One thing is that non-negotiable for me is the use of pieces in my clients’ homes that mean something deeper to them than just pieces that fill a space. If a client has a collection of some sort, a collectible passed down over the years, something they truly love and adore, then by all means we will find a way to make it work. This dining room space was the first room we designed for this client. We knew the plan was to work our way through her whole house but during our initial client meeting we both decided that the dining room, one of the first rooms you see when entering the front door, was the perfect place to start. During the tour of the rooms within the project scope, she paused to pull an art piece out from a closet and said, “If there is any way to use this somewhere, I would absolutely love it!”
Sometimes cherished pieces don’t make sense in scale or aesthetic, but this particular piece became the crown jewel of the dining room! My clients visited Napa Valley over the years, and during one visit, saw this painting in a gallery. They passed on purchasing that day, but on their next trip, that same painting was still available, so they knew it was meant to be. They purchased it to be shipped home to Houston, and kept it stored in the closet, not knowing where it should be displayed.
With that kind of story, it only made sense for it to be featured in the room that sees the most guests, and where they can all enjoy the wine they love from Napa and elsewhere! Open wine racks finished similarly to the overhead beams added such a great whimsical touch in this space as well without detracting from the art.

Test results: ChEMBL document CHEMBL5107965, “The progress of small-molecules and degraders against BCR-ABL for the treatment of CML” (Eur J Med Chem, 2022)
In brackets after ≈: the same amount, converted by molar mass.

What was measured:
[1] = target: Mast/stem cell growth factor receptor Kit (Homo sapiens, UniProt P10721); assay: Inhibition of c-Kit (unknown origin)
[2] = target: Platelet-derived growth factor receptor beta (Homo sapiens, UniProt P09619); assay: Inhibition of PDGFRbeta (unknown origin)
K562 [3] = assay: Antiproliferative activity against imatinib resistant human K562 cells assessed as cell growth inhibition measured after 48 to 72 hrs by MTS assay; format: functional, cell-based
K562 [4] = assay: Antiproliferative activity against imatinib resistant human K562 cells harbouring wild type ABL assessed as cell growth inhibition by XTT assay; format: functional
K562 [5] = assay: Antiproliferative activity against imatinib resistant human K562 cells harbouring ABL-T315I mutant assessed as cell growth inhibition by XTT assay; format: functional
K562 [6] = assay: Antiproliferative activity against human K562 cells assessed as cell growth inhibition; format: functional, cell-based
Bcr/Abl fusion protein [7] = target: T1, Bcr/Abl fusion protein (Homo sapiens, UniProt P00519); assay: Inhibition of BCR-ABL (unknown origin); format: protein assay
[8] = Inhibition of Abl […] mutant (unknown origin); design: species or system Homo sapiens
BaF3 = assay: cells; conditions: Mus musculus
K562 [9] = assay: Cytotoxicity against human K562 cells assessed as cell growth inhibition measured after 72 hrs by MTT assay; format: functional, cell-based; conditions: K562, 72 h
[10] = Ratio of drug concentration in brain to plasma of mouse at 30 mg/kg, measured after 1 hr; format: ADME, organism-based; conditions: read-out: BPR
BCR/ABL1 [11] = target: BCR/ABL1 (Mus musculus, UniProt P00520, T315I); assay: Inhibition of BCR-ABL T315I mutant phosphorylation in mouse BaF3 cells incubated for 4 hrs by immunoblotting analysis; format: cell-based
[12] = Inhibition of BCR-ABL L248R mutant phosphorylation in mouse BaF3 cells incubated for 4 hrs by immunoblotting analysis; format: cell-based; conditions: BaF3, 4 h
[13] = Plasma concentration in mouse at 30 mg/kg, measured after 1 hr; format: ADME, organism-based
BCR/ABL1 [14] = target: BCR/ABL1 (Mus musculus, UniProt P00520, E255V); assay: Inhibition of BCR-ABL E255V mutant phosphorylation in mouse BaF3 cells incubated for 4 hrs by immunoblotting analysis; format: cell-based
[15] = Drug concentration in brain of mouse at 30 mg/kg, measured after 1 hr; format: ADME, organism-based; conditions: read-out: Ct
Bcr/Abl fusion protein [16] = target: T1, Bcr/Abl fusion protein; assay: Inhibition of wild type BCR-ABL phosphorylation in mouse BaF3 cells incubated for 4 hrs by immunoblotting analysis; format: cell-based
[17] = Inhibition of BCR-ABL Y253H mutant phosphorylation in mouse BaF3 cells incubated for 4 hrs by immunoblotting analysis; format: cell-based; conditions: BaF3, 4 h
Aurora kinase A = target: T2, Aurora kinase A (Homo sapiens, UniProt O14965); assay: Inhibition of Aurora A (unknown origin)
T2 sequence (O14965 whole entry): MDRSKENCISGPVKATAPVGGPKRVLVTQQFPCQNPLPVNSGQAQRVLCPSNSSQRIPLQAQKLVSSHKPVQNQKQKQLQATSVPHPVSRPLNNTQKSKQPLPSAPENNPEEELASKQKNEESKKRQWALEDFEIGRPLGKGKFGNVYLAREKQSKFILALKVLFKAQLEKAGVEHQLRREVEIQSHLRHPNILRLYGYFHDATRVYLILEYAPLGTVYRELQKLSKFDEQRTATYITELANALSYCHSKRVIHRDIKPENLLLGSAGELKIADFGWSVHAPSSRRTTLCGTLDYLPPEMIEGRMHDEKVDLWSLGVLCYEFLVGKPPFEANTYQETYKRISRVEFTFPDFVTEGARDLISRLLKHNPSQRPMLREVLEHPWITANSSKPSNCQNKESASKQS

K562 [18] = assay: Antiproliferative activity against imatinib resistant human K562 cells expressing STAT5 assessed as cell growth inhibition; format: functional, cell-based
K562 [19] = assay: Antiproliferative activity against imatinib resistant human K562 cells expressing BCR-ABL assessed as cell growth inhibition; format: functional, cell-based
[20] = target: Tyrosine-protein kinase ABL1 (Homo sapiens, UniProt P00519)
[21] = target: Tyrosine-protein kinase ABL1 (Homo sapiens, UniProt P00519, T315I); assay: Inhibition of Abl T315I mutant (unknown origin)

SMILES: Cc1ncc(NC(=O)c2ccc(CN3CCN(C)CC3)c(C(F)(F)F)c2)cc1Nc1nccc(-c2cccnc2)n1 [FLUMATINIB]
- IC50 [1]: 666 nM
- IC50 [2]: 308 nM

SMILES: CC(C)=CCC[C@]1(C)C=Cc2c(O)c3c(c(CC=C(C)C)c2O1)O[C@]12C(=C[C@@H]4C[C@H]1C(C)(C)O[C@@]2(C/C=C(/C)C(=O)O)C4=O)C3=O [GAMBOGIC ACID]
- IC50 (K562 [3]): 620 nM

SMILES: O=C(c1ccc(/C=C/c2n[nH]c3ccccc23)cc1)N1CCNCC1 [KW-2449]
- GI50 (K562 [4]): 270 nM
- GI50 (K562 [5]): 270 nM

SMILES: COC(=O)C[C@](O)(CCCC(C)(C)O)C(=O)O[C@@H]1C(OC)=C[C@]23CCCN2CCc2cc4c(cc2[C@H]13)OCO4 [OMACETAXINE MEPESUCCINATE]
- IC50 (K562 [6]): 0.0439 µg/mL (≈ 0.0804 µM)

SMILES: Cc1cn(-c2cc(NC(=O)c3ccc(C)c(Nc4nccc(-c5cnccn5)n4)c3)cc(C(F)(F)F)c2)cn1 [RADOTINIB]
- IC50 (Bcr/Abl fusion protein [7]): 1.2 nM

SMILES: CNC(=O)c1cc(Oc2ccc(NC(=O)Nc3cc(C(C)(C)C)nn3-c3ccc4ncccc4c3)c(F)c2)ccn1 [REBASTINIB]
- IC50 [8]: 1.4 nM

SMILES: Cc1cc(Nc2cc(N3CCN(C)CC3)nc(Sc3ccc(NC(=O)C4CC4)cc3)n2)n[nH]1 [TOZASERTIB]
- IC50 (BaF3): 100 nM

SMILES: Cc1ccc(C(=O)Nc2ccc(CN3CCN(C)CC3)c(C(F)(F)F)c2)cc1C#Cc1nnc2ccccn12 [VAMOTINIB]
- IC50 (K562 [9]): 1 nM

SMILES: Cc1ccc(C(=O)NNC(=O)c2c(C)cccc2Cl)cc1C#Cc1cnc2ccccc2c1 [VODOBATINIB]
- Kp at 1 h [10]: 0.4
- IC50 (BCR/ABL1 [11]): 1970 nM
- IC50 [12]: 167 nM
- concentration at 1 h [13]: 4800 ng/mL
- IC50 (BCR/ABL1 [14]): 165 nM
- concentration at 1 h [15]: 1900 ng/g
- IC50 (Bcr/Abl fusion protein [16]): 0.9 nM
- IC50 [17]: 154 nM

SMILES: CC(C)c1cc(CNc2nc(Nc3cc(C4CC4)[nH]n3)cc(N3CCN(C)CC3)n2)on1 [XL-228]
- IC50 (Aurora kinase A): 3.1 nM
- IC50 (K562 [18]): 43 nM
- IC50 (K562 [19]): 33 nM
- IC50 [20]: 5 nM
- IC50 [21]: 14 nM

It was also important to keep the 120” dining table and console (that used to have a heavy hutch attached above) because these were the first furniture pieces the two of them had purchased as a married couple. Here's a quick glimpse of the before...
As those pieces could look heavy on their own, we decided to lighten up on the chairs and go with wire framed leather side chairs, and added luxe custom slate blue velvet host chairs with a modern silhouette. We decided to keep the wainscoting, but threw in a modern twist with this gorgeous deep blue paint above.
With darker furniture and deeper colors for the walls and seating, we selected a contrasting light colored herringbone patterned wool rug, custom made for the room size, and treated for stain resistance (have to watch for that wine!). I’m happy to report it’s held up well for these clients and their friends.
Overhead we chose a brass circular chandelier with exposed Edison bulbs for a little dose of dazzle. With two long rectangular pieces in the table and console, the circular shape of the light fixture softened the room with a more feminine finish. It's hard to tell in the daylight but the chandy light reflects the shimmer in the delicately gilded leaves of the artwork and casts a gorgeous glow at night.
I’m about ready to open one of those bottles, how about you? What was your favorite part of this transformation? Let me know below in the comments.